Skip to main content
Premium Trial:

Request an Annual Quote

Columbia, NYGC Researchers Spin Out New Company With $1M in Funding

CHICAGO (GenomeWeb) – The developers of a consumer-focused, smartphone-accessible genetic testing program called Seeq during beta testing have spun their technology out from the New York Genome Center into a new company called Gencove.

With $1 million in funding from several early-stage technology investors, Gencove is offering a $59.99 genome sequencing assay, ancestry and microbiome testing services, and results delivery via the web or a mobile app. The startup also has a portal for researchers as well as an application programming interface so software developers can create add-on apps.

Backers of the New York-based startup include Third Kind Venture Capital, Version One Ventures, Refactor Capital, SV Angel, Kresimir Penavic, and Balaji Srinivasan.

"Our goal is to build our technology into other genomics applications besides our own," Founder and CEO Joseph Pickrell told GenomeWeb via email.

According to Pickrell, who is also a human geneticist at Columbia University, Gencove can help third parties quickly create ancestry analysis sites and digital biobanks with no need to build physical infrastructure. "The next big biobanks may not need the support of a national government, but could be run by small companies, non-profits, or even individual grad students," he said in a statement.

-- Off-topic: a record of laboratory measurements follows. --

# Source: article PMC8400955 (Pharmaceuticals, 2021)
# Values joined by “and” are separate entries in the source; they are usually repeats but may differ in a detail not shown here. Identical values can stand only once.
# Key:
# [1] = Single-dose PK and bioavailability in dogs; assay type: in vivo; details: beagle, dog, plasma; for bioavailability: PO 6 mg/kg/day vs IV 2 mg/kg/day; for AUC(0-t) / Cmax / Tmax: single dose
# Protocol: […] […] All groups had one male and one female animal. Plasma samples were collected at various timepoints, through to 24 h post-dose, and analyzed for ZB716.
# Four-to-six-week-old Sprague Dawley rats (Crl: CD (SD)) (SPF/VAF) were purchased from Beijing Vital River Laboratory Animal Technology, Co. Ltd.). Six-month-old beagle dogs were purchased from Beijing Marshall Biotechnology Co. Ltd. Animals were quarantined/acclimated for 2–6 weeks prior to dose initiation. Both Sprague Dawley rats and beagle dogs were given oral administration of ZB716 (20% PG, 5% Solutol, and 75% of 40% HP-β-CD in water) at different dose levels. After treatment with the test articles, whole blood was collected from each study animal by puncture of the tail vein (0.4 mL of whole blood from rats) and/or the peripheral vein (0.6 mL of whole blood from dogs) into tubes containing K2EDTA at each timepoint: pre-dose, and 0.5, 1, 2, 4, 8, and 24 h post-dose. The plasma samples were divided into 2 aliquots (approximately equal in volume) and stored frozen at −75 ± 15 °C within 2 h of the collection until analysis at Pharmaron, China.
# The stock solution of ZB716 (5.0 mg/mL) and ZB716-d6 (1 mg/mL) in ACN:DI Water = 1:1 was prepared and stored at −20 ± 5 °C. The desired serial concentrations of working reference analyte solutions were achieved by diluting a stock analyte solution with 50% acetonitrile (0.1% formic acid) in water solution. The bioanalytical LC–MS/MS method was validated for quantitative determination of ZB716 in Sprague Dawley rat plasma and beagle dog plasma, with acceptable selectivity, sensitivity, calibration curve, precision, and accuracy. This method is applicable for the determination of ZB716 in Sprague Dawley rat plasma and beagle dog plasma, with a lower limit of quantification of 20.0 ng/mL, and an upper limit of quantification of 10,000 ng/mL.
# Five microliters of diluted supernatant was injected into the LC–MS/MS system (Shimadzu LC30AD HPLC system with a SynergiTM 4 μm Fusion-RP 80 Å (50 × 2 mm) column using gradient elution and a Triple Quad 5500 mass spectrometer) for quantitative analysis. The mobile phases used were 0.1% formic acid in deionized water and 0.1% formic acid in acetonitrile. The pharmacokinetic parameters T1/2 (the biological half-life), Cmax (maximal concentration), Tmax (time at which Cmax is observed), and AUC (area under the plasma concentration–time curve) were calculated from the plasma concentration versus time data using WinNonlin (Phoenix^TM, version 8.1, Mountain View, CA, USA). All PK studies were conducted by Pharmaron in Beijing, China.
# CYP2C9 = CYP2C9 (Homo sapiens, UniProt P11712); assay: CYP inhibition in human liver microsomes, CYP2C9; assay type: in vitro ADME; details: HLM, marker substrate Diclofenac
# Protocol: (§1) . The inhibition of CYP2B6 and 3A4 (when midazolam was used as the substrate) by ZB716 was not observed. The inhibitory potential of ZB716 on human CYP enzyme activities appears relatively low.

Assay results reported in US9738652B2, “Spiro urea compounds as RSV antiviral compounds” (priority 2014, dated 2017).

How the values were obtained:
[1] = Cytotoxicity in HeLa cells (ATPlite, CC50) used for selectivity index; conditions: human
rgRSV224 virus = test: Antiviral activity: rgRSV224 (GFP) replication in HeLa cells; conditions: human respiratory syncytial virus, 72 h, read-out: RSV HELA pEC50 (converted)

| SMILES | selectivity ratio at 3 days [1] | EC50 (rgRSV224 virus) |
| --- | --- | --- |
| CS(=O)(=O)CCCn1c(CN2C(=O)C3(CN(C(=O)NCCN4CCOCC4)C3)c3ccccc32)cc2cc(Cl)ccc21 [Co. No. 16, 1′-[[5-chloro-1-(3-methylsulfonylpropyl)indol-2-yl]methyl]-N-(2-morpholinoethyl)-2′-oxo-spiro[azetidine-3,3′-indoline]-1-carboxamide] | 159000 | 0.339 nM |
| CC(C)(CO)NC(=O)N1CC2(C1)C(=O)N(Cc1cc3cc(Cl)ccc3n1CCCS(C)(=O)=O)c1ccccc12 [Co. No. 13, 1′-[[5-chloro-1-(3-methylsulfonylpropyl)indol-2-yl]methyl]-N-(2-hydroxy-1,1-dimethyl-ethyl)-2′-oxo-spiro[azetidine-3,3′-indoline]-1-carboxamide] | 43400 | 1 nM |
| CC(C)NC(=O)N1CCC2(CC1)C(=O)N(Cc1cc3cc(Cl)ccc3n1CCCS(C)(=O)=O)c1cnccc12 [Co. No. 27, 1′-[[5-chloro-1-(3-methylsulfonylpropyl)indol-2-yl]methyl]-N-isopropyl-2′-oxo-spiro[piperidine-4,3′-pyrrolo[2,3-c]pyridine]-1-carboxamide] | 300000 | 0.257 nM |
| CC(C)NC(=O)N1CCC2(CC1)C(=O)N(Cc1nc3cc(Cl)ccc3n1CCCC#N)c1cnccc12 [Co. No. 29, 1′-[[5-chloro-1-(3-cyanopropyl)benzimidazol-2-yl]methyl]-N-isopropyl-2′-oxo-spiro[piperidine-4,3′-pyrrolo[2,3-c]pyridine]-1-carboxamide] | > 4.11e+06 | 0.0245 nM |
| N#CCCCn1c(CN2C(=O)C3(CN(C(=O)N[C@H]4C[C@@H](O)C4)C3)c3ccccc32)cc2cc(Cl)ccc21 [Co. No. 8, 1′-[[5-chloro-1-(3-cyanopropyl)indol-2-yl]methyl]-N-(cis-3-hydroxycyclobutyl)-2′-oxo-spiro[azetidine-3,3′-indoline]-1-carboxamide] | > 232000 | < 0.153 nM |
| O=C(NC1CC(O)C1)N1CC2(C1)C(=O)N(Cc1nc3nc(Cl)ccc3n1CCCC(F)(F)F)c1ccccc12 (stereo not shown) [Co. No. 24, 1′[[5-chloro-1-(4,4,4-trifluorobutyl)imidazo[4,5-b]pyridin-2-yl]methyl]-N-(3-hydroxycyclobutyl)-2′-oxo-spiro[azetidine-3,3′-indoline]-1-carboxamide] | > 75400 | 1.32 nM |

A year ago, Pickrell told GenomeWeb that his team began developing Seeq in 2015 in response to growing interest from the general population to participate in genomics-based research projects as well as interest in what their genes can tell them about their ancestry, personality traits and quirks, and other details.

The Scan

Foxtail Millet Pangenome, Graph-Based Reference Genome

Researchers in Nature Genetics described their generation of a foxtail millet pangenome, which they say can help in crop trait improvement.

Protein Length Distribution Consistent Across Species

An analysis in Genome Biology compares the lengths of proteins across more than 2,300 species, finding similar length distributions.

Novel Genetic Loci Linked to Insulin Resistance in New Study

A team reports in Nature Genetics that it used glucose challenge test data to home in on candidate genes involved in GLUT4 expression or trafficking.

RNA Editing in Octopuses Seems to Help Acclimation to Shifts in Water Temperature

A paper in Cell reports that octopuses use RNA editing to help them adjust to different water temperatures.